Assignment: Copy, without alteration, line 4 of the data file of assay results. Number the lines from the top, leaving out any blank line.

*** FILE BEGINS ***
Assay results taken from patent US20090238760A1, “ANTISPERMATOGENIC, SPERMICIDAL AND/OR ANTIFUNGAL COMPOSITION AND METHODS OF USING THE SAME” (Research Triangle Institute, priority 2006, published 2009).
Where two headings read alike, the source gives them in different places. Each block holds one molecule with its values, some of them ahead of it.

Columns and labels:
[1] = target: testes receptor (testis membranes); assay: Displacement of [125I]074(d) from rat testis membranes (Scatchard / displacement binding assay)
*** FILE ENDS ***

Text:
[1] = target: testes receptor (testis membranes); assay: Displacement of [125I]074(d) from rat testis membranes (Scatchard / displacement binding assay)